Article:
I Have a Movie Recommendation for You

Movie review-The Case for ChristI was pleasantly surprised when I recently went to see The Case for Christ. Grab your spouse or a friend and see it while it’s still in theaters.

As an artist who is also a follower of Jesus, I guess I’m supposed to be a movie snob, especially when it comes to “Christian movies.” I think I’m not supposed to publicly admit that I loved this movie. But I did.

The movie tells the story of atheist Lee Strobel coming to faith in Jesus. (Whoopsie. I guess I just gave away the ending.) That’s part of why I didn’t have high hopes for the movie. Christian films have a reputation for being predictable.

But you know what? I knew how my dinnertime was going to end last night but I’m still really glad I sat down at the table.

The movie highlighted the Strobel family’s journey to faith, and the relational tension that ensued during the process. That story was believable, well-written, and well-acted. It felt like a love story to me, full of characters that I was moved to care about.

Some Things I Liked
Maybe it was just me, but the movie touched on several things I’ve been thinking about lately. I’ve been dialoguing with some atheists for several months, and the portrayal of the atheists in the film felt familiar to me.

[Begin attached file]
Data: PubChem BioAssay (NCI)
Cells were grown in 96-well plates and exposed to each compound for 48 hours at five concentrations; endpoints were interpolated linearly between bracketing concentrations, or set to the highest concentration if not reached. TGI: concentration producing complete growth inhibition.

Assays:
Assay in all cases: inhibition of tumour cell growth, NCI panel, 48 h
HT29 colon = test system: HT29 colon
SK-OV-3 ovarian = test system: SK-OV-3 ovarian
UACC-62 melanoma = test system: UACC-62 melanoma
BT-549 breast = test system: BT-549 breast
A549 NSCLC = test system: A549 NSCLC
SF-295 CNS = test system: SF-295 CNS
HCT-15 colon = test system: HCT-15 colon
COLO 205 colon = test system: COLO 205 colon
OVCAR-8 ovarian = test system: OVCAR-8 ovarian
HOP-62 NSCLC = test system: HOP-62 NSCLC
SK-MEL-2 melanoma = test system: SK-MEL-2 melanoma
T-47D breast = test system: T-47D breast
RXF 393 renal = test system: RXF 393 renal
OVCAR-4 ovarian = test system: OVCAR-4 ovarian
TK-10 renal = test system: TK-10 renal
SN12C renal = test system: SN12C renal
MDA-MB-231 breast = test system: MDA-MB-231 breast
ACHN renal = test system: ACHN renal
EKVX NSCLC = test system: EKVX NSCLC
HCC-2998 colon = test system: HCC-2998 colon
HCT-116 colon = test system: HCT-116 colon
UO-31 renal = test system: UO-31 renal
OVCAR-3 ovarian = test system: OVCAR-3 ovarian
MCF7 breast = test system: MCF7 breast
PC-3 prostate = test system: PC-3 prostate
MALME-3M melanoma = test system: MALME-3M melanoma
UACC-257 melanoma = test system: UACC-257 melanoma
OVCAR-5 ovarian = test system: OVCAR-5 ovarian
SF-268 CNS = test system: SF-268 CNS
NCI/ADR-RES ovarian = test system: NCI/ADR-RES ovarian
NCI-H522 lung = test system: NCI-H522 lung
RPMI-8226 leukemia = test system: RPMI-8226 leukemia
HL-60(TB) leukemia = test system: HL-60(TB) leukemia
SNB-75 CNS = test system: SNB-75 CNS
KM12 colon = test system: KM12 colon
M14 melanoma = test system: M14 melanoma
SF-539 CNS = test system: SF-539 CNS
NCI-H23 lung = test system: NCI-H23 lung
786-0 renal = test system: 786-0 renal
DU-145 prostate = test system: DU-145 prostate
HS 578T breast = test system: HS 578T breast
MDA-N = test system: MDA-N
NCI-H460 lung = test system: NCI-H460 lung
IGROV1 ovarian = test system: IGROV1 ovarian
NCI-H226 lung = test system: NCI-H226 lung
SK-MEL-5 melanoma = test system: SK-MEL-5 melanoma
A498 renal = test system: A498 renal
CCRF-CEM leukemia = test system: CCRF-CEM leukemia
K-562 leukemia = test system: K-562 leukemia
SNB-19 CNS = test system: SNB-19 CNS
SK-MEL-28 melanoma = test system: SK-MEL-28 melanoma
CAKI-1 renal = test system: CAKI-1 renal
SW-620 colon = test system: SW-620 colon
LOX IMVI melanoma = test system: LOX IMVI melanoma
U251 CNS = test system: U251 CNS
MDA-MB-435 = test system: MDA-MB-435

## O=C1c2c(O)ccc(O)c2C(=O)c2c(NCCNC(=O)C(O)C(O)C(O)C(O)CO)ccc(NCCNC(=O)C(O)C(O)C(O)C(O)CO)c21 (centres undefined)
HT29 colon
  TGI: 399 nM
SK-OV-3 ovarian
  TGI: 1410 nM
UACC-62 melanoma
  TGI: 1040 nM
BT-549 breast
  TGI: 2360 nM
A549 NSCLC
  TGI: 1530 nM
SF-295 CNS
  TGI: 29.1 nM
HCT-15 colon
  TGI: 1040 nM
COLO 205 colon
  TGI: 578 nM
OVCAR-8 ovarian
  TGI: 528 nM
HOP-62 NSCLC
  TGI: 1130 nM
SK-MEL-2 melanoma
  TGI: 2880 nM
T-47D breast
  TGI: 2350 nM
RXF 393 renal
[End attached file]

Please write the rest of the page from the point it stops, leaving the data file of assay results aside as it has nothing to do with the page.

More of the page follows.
I liked that the atheist Strobel wasn’t made out to be an evil character. He deeply loved his wife and was a great dad. He had a strong moral compass and sense of justice.

I’ve been doing some reading about brain science and social psychology. I’m fascinated with how and why people change their opinions when confronted with information that challenges their worldview. (Or how they don’t, as is usually the case.) It was fascinating to watch one person’s process, knowing that it was a true story.

A big surprise was a direct reference to the “father wound” issue. I’ve been a bit obsessed with this issue for several months, and I’ve come to think that it’s widespread and profoundly important. (See my previous post if that topic interests you.)

Also, an important truism for me is that biblical faith is evidential. This idea directly contradicts what “New Atheism” preaches – that faith is “belief despite the evidence.” The “New Atheists” are demonstrably wrong about what the Bible says about faith. It was nice to see a right perspective on the screen.